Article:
(So, about my last post. I can’t do it here for that long, and I can’t miss a summer in Alaska. I’m just gonna make as much money as I can for as long as I can stand it and then go North. I can always work more over the winter if I need to.)
I’d been dancing for years before I met my first financially motivated stripper. I mean, obviously we were all there for the cash. But it would be trashy to act like it. We were the towns sweethearts, glamour and lust personified. We were performers, you know, dancers. We bore no resemblance to whores, and just to prove it we despised them.
Then there was That Girl. She was there for the money and she didn’t care. She was tall and skinny, almost lanky, except for her huge boobs. They had to be twice the circumference of her waist, so it was always kind of a shock when you first saw her. While I was busy listening to peoples problems and bad poetry, hoping to make five hundred a night, That Girl never made under a grand. How did she do it, I asked once when we carpooled the hour drive from Pennsylvania. I’d never seen her sit down and talk to a customer. She just walked up to them, whispered a few words in their ears, and off they went to the champagne room. But even when I was in the champagne room all night I didn’t hit a grand. She charged them extra, she told me, to touch. Once they got in there, while the champagne host was running the card, she told them they needed to tip $80 on the card if they wanted to touch her at all, and $150 to get some boobie touching. It was thrilling and sinful and whorish. I was fascinated but I could never be That Girl.
Back then, I was busy being focused on the sacredness of what I did. I sat in council. I channeled the Goddess straight into people’s laps. To rush it, or to put too much hustle into it, would disturb that sacred energy. I was like those people who need four perfect alters with all the right colored candles and an elaborate opening ritual before they can do any magic. It was good learning, but now I can do it anywhere.
Tonight I’ve become That Girl. The club here is packed, wall to wall people, most of them young drunk and rude. The music is so loud and pounding that you have to yell to be heard, and even with yelling people say â€œwhat?â€ more often than not. I put on my most attention getting outfits, and I stalk through the crowds, looking for someone over twenty five who isn’t there with their girlfriend. When I find them I shove my boobs in their face, giggle, play with their hair, take their hand and lead them back to the couches. Then I yell in their ear that we have contact dances for sixty dollars, or two for a hundred.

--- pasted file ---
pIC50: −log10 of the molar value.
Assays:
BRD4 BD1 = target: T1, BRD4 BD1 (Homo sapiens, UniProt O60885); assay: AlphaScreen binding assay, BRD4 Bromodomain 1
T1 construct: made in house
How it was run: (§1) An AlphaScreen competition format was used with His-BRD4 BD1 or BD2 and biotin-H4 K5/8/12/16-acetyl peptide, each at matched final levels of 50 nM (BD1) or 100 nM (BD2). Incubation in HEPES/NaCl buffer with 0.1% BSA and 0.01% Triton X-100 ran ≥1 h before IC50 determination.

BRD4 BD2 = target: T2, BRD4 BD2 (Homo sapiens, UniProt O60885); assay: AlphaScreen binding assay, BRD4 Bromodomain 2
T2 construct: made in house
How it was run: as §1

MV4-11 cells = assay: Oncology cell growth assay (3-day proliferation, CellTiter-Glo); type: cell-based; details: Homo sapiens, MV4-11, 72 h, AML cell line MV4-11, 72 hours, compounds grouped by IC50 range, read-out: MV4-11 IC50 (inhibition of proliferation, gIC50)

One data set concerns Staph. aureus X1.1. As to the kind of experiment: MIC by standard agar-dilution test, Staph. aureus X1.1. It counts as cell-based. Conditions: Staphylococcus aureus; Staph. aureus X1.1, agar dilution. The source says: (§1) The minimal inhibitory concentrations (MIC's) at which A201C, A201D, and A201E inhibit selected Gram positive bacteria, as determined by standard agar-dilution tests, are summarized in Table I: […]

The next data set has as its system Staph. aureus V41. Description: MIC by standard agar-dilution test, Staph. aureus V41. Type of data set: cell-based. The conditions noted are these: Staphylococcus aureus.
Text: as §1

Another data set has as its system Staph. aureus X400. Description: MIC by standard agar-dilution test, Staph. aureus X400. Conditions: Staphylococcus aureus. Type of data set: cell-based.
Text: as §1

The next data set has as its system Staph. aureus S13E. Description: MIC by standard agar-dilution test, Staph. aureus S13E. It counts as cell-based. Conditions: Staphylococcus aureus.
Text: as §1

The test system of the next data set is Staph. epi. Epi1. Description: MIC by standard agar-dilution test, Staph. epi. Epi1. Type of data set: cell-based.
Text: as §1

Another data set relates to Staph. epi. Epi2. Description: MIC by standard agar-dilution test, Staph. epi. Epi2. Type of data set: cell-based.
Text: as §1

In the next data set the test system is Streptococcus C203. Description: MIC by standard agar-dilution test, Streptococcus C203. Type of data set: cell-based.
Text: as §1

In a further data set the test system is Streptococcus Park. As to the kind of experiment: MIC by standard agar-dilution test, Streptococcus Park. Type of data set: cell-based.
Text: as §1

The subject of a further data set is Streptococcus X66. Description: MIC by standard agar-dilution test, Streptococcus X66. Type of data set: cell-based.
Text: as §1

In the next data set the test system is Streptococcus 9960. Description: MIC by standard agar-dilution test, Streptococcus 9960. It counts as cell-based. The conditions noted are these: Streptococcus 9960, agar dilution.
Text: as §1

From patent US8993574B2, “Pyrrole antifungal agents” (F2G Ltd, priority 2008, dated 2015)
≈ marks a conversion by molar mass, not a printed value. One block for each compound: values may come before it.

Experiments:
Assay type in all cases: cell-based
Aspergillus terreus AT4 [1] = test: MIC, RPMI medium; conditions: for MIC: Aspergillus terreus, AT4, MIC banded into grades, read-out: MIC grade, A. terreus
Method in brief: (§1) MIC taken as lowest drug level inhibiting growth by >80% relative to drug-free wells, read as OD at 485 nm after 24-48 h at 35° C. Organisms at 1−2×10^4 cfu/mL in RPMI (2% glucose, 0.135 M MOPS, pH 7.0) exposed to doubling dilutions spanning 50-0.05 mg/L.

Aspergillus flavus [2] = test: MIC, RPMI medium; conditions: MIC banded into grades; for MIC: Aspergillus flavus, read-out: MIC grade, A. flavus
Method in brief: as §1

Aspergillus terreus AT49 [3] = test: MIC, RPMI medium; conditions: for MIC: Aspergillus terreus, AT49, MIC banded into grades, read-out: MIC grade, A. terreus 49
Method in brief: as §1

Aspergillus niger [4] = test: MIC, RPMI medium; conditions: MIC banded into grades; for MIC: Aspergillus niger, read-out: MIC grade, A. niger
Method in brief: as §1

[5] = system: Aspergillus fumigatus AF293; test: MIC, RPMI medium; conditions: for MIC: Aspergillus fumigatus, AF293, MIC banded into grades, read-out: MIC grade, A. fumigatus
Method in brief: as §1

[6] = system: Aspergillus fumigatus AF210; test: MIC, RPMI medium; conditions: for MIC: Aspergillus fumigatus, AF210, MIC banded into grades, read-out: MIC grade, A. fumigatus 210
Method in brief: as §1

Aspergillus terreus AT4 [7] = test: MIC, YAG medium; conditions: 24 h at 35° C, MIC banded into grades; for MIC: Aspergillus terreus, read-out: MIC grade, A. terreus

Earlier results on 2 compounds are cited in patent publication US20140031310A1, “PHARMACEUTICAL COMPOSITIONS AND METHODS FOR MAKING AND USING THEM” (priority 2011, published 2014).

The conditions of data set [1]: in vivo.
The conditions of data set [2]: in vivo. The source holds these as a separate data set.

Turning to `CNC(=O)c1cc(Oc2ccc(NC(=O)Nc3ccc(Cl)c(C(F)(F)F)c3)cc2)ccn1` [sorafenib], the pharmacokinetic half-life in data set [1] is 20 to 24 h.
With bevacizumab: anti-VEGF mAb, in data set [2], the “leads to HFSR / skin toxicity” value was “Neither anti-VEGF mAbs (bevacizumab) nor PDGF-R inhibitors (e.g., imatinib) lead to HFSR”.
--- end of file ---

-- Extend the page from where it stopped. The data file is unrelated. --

â€œHuh?â€ They say, â€œI can’t hear you.â€
I’m still perfecting my sexy yelling. I hold out the side of my thong. â€œHere, put the money right here.â€ I make the little money sign with my hand, and they put in a five or a twenty or sixty, depending on their level of intoxication and cluelessness. â€œMore.â€
It’s not like a classy champagne room club where I break their credit cards with my sweetness. Sweetness can’t be heard above the music, here. The river is calling me home and it makes me insatiable. I am no longer the sweet, passive goddess I used to be. The Goddess was never that one sided, anyways. That is an ideal of monotheistic religious with jealous gods who promote dichotomies. The Goddess gives life and she takes life. She is love and she is destruction. I am the Black Tara and I am the White Tara and for sixty bucks I’ll sit in your lap for a song.
At the end of the night, when they turn the music off, it makes me dizzy and I lay on the cool stage waiting for HCH to fight her way into her clothes through the twenty girls piled into a dressing room that is sixteen feet square.
Later, in my van, I count the cash, sort it into envelopes to go in different bank accounts and investments. This one is for land. This one is bill money for the winter. This one is gas and food money for the winter. This one is for my friends medicine. This one is for car insurance. I want to stuff them as full as I am.
Sleeping in a WalMart parking lot I dream that we go to Vegas to be high class call girls: Hardcore Ho, Hat-Ma, and me. We are saving money to buy the forests from the tree-killers, and we are hiding from our fathers who have come to Vegas to try to kill us. At one point we hide in a circus tent and meet Davka’s grandmother, who tells us we each have less than a week to live. Six, maybe seven days, she says matter of factly. We aren’t upset, but we decide it might be practical to stop saving money and kill the tree killers before we die.